Hal is right. Over the last decade the WorldCat database has changed
greatly in nature due to the batch loading of millions of records from
The 2009 OCLC annual report  has a chart on page 12 that shows that
in 1998 Worldcat had 39 million records; in 2009 it had 139 million --
most of which came from batch loading. The 2012 report has a figure of
237 million records. That's about a 6x growth in less than 15 years.
OCLC has 22.5K member libraries (which I read as being libraries that do
their cataloging on OCLC), but over 74K "participating libraries."
Another annual report gives the actual figure of member records v.
non-member records, and member records are in the minority. [citation
needed] The 2012 report gives good stats on numbers of records batch
loaded, and it's quite impressive - hundreds of millions.
As we saw with the list of subject heading terms that Roy produced
(which I don't have a link to, sorry), many of the terms ("geschichte"
was a notable one) come from data that is from outside of the
That said, the OCLC WorldCat database is a good measure of the
bibliographic universe beyond AACR and MARC, although the
"MARC-ification" of the data may mask some of the qualities of the
I highly recommend looking at the annual reports for good data about
OCLC's growth and contents. There are stats on record numbers by
 annual reports are listed on this page:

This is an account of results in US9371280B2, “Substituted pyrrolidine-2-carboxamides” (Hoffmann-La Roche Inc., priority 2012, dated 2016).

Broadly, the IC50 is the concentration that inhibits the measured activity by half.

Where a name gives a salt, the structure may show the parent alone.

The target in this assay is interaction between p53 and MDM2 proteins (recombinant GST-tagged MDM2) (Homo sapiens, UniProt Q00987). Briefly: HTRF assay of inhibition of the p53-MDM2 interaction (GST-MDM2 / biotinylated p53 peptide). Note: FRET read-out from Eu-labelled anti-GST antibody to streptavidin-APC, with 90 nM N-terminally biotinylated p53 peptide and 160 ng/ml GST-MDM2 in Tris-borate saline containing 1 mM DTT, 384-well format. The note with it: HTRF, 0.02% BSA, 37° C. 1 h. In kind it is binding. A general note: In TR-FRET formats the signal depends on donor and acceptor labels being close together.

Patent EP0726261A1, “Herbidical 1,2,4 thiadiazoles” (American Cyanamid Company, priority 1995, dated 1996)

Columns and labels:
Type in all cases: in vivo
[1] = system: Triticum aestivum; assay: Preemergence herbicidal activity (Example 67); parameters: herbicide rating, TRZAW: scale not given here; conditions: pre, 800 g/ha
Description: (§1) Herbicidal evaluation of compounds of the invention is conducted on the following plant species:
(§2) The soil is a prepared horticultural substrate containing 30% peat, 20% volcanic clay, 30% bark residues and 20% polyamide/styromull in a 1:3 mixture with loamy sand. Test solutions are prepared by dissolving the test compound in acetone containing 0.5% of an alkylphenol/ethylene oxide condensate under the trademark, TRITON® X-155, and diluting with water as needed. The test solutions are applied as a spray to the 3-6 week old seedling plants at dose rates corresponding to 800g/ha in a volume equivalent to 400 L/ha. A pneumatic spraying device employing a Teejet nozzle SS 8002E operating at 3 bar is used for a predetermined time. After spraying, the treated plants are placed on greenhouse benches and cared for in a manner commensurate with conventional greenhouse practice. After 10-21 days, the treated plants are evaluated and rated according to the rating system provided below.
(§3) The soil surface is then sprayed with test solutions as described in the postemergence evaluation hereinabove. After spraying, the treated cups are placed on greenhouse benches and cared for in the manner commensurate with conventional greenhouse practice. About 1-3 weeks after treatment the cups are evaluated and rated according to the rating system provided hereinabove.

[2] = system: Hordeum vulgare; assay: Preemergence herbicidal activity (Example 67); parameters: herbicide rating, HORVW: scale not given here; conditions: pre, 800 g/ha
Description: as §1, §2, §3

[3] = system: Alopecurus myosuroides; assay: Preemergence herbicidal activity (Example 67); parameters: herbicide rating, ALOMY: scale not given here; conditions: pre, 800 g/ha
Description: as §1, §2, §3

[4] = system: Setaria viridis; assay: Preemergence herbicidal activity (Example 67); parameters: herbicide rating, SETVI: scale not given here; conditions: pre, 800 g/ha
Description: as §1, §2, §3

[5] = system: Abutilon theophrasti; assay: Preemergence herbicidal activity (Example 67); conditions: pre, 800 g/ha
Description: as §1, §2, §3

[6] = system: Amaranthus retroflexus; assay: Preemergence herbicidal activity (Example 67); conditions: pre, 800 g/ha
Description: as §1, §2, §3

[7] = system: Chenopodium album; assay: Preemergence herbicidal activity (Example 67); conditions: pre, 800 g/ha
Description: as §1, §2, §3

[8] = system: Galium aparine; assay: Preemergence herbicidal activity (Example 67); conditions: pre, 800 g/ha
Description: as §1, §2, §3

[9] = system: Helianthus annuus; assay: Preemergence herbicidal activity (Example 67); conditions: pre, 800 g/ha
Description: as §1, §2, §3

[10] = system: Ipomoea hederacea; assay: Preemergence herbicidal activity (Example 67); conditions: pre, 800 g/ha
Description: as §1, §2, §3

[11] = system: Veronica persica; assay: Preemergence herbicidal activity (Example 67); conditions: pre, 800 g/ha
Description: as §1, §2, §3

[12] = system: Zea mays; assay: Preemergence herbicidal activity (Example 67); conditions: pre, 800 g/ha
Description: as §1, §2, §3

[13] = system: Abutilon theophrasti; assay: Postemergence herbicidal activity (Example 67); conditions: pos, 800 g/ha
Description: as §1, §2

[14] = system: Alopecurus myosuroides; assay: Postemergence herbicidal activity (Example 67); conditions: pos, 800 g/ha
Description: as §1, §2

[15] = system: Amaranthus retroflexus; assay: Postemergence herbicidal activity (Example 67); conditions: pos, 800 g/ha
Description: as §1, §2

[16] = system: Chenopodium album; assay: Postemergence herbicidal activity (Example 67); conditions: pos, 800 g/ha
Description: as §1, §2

On 3/8/13 9:20 PM, Hal Cain wrote:
> On Fri, 8 Mar 2013 16:12:48 -0500, Simon Spero <[log in to unmask]> wrote:
>> Field 245 shows some other curiosities:
>> Subfield 245 $k has 469,891 occurrences, but only 427,311 holdings; this
>> suggests that there are records included in the counts which have zero
>> holdings. These might be worth filtering out.
> Something else that probably has little impact on the totals for the whole
> database, but which should be taken into account if investigation is
> segmented by publication date: my experience suggests that there is a
> sizeable number of duplicate records for pre-AACR cataloguing (that is, more
> or less, pre-1970 publications -- and I would say the period till 1980 and
> the onset of AACR2 also includes more duplicates than later. I ascribe this
> to far less uniformity in cataloguing practice before AACR, and many such
> records having been converted retrospectively with little review, and loaded
> in bulk. In addition, many foreign records, and British Library files, and
> the like, totally non-AACR/AACR2 and without any subject access, have been
> loaded in recent years. The WorldCat database is quite a mixture; beware of
> relying too heavily on any simple tabulations.
> Hal Cain
> Melbourne, Australia
> [log in to unmask]
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